From humble beginnings as a bohemian misfit up in the Yorkshire Dales, 21-year-old John Newman has moved on to perform sell out recitals alongside Rudimental, providing vocals on both ‘Feel The Love’ and ‘Not Giving In’. After a heartfelt last show on the Annie Mac tour, we caught up with the now London-based, powerhouse singer.

How’s Bournemouth been treating you?
It’s been crazy man. We stepped off the bus after sound check and there were some girls in these short skirts and guys that looked like they’re from Essex. It’s meant to be Christmas.

Merry Christmas, then. But in terms of the acts you’ve been working alongside, how’s the touring experience been?
It’s been really good and it’s like there’s no supporting act. If anything, myself and Rudimental are the supporting act. Playing alongside people like Skream, Benga, Artwork and Annie [Mac]has been brilliant. It’s really hard when you’re on the road because everyone is in each other’s faces all the time but it’s cool to hang out. We all get on really well though and Piers played in my band before so we know each other pretty well. It’s been a good experience to just see the progression from some guys rolling around in London to being number one in the charts. It tests your relationship with people but everyone is having a good time. We don’t travel as a tour with the other acts and we have our own bus but as you can expect, the Rudimental bus is a little bit crazy so it’s gonna be hard to leave.

So taking it all the way back, how did you first get into singing?
I honestly don’t know but my brother was a massive inspiration and I was always the creative kid who came from a small town and no-one really got me until I turned into a chav. Singing was a way of speaking to people and they actually listened to you when you’re on stage. You get to stand there and sing your heart out.

how does it feel to be writing lyrics and then taking it to a stage in front of so many people?
It’s mental. ‘Feel The Love’ was crazy and that was the first thing. I was playing gigs before with 500 people and there was a little bit of a buzz around my music. I got signed before that track, but to see things rise to that level is mad. We did a headline gig in Brighton the other night and i had that odd feeling where you think nobody’s going to turn up only for all these people to come. I’m so used to inviting people on Facebook and now it’s happening for real where people are just into the music.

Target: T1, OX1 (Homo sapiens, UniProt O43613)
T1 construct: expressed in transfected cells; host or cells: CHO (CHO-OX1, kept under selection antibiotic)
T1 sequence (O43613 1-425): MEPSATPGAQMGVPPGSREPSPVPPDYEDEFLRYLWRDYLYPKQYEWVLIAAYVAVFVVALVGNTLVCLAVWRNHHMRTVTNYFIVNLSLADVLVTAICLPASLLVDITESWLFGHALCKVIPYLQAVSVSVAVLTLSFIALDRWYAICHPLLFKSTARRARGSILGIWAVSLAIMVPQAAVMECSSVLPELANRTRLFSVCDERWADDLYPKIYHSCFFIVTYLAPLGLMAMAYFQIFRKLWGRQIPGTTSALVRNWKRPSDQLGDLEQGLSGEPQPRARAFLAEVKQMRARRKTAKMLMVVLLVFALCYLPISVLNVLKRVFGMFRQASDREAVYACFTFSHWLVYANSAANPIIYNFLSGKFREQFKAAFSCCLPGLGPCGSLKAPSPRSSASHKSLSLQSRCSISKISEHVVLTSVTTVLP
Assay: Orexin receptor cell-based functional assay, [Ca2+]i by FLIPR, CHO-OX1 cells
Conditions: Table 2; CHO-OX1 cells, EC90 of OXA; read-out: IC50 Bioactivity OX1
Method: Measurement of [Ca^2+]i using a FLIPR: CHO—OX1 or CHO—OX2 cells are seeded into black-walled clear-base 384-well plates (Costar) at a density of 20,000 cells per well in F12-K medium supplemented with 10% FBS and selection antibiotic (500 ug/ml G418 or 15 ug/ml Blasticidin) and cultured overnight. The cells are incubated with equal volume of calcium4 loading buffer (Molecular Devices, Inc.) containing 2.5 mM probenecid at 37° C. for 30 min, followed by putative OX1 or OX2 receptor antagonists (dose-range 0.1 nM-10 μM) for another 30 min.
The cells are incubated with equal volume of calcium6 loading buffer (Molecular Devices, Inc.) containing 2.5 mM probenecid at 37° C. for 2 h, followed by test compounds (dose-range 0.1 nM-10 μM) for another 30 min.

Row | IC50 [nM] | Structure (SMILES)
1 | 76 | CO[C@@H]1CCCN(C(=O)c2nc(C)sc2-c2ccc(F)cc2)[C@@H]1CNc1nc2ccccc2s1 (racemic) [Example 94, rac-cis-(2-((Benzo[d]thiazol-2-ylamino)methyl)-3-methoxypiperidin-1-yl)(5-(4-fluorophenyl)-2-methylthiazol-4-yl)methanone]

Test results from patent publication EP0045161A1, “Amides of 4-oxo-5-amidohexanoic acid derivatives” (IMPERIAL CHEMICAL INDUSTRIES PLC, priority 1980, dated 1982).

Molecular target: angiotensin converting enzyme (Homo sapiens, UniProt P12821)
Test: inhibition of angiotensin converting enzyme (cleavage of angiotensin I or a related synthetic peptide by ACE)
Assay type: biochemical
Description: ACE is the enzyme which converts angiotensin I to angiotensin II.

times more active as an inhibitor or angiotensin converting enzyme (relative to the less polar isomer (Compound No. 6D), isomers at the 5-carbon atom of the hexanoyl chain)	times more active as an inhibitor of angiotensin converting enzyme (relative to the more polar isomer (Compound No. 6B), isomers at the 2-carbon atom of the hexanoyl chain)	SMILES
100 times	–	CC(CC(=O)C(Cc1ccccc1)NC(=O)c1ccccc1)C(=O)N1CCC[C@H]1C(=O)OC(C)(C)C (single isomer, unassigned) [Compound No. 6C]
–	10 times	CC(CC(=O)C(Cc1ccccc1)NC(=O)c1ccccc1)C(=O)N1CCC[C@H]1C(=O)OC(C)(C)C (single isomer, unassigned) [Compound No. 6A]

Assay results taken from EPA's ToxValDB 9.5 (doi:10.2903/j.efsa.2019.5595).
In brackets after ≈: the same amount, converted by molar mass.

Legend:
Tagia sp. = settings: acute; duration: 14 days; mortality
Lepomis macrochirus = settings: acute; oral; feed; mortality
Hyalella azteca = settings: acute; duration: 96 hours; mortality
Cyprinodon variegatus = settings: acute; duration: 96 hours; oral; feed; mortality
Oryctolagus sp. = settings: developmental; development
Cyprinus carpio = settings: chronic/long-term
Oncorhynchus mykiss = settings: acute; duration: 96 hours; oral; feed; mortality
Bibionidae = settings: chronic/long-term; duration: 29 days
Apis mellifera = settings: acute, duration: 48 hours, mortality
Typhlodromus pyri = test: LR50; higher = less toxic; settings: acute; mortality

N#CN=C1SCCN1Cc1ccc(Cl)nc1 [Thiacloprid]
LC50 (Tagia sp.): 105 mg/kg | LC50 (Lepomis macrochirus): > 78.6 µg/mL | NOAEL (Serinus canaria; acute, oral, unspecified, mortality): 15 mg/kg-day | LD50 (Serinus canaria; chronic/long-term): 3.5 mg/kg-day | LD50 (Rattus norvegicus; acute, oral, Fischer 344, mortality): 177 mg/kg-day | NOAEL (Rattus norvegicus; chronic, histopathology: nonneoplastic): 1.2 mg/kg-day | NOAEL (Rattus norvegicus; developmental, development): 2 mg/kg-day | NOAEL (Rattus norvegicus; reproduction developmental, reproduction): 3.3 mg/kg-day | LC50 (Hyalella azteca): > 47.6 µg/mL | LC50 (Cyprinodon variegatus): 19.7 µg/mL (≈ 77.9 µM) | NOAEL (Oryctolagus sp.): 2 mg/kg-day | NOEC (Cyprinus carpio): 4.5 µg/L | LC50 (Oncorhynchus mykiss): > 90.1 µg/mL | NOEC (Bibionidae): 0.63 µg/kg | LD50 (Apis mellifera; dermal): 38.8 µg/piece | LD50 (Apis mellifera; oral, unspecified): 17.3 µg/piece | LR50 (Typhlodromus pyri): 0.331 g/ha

I imagine you’re pretty much engulfed in music all the time but when you do get some free time, how do you wind down?
We really don’t get that much time and my manager is always tapping me on the shoulder to listen to more music to try and find hook ideas. I’m writing an album at the moment and I want to be prepared for it. I do love a bit of FIFA though; it has to be with Real Madrid and Christiano Ronaldo of course.

You mentioned that an album is in the works so what are you working with on that?
I got signed with Island about a year ago now and I put a lot of time into the Rudimental project which had to run its cause before concentrating on the album in the last few months. I was struggling to find this gap before and now there’s pianos from ages ago, crazy 90s hooks and soul hooks; so I’m just playing around with the genre and mixing bits from my influences into one. I don’t want to sit anywhere with anyone else and follow trends. I want to be classy with it and actually have some longevity.

I do a lot of songwriting and I’ve done some things with a few artists like Dionne Bromfield and others, but it’s a lot of concentration on my own stuff as well.

Finally, as we’re here with Upraw. What’s the rawest gig you’ve ever been to?
It’s got to be Hackney Weekender because we’d just got back from the Isle of Wight and this small, Strongbow tent and after two hours on the bus we woke up in Hackney. It was so mental and we were obviously really tired but a really big crowd of 8000 people singing ‘Feel The Love’ was surreal.